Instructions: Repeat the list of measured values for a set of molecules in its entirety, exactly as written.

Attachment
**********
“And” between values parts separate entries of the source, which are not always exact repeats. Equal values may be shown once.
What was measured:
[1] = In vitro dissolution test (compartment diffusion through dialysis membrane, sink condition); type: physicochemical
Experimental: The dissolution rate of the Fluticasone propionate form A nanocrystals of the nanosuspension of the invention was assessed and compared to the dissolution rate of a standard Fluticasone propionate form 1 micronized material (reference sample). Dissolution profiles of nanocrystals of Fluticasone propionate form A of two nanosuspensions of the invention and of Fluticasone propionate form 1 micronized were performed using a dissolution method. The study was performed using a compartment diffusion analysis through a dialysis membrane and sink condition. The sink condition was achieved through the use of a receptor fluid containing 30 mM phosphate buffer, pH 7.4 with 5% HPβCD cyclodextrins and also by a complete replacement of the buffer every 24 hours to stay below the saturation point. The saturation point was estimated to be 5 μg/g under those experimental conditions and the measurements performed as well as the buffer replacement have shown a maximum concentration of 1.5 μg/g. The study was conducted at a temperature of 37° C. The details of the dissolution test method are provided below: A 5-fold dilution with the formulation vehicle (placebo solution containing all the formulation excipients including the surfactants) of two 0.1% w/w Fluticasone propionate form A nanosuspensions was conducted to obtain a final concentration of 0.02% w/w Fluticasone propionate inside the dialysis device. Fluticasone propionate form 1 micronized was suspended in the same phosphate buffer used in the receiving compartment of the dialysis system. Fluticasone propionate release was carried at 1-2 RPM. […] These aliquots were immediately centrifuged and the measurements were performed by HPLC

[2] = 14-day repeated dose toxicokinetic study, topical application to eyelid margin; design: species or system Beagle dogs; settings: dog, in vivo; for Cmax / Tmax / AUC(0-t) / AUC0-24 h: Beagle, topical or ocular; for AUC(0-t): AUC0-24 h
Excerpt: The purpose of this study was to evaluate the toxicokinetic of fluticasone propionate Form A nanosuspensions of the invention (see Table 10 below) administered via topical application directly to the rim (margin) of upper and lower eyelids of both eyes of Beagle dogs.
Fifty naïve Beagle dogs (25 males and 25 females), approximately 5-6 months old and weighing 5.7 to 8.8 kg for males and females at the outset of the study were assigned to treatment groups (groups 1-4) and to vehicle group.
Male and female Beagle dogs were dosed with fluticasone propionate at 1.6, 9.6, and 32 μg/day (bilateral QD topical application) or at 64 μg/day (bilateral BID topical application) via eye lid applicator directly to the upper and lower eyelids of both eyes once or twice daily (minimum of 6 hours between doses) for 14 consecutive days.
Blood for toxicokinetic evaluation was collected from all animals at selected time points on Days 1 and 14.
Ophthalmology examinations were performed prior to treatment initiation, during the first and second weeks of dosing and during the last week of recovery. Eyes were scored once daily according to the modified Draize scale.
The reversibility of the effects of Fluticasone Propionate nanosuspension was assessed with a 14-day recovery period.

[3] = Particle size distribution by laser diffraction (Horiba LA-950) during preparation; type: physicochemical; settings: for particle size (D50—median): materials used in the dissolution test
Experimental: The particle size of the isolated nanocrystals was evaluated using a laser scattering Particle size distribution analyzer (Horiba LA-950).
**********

“And” between values parts separate entries of the source, which are not always exact repeats. Equal values may be shown once.
What was measured:
[1] = In vitro dissolution test (compartment diffusion through dialysis membrane, sink condition); type: physicochemical
Experimental: The dissolution rate of the Fluticasone propionate form A nanocrystals of the nanosuspension of the invention was assessed and compared to the dissolution rate of a standard Fluticasone propionate form 1 micronized material (reference sample). Dissolution profiles of nanocrystals of Fluticasone propionate form A of two nanosuspensions of the invention and of Fluticasone propionate form 1 micronized were performed using a dissolution method. The study was performed using a compartment diffusion analysis through a dialysis membrane and sink condition. The sink condition was achieved through the use of a receptor fluid containing 30 mM phosphate buffer, pH 7.4 with 5% HPβCD cyclodextrins and also by a complete replacement of the buffer every 24 hours to stay below the saturation point. The saturation point was estimated to be 5 μg/g under those experimental conditions and the measurements performed as well as the buffer replacement have shown a maximum concentration of 1.5 μg/g. The study was conducted at a temperature of 37° C. The details of the dissolution test method are provided below: A 5-fold dilution with the formulation vehicle (placebo solution containing all the formulation excipients including the surfactants) of two 0.1% w/w Fluticasone propionate form A nanosuspensions was conducted to obtain a final concentration of 0.02% w/w Fluticasone propionate inside the dialysis device. Fluticasone propionate form 1 micronized was suspended in the same phosphate buffer used in the receiving compartment of the dialysis system. Fluticasone propionate release was carried at 1-2 RPM. […] These aliquots were immediately centrifuged and the measurements were performed by HPLC

[2] = 14-day repeated dose toxicokinetic study, topical application to eyelid margin; design: species or system Beagle dogs; settings: dog, in vivo; for Cmax / Tmax / AUC(0-t) / AUC0-24 h: Beagle, topical or ocular; for AUC(0-t): AUC0-24 h
Excerpt: The purpose of this study was to evaluate the toxicokinetic of fluticasone propionate Form A nanosuspensions of the invention (see Table 10 below) administered via topical application directly to the rim (margin) of upper and lower eyelids of both eyes of Beagle dogs.
Fifty naïve Beagle dogs (25 males and 25 females), approximately 5-6 months old and weighing 5.7 to 8.8 kg for males and females at the outset of the study were assigned to treatment groups (groups 1-4) and to vehicle group.
Male and female Beagle dogs were dosed with fluticasone propionate at 1.6, 9.6, and 32 μg/day (bilateral QD topical application) or at 64 μg/day (bilateral BID topical application) via eye lid applicator directly to the upper and lower eyelids of both eyes once or twice daily (minimum of 6 hours between doses) for 14 consecutive days.
Blood for toxicokinetic evaluation was collected from all animals at selected time points on Days 1 and 14.
Ophthalmology examinations were performed prior to treatment initiation, during the first and second weeks of dosing and during the last week of recovery. Eyes were scored once daily according to the modified Draize scale.
The reversibility of the effects of Fluticasone Propionate nanosuspension was assessed with a 14-day recovery period.

[3] = Particle size distribution by laser diffraction (Horiba LA-950) during preparation; type: physicochemical; settings: for particle size (D50—median): materials used in the dissolution test
Experimental: The particle size of the isolated nanocrystals was evaluated using a laser scattering Particle size distribution analyzer (Horiba LA-950).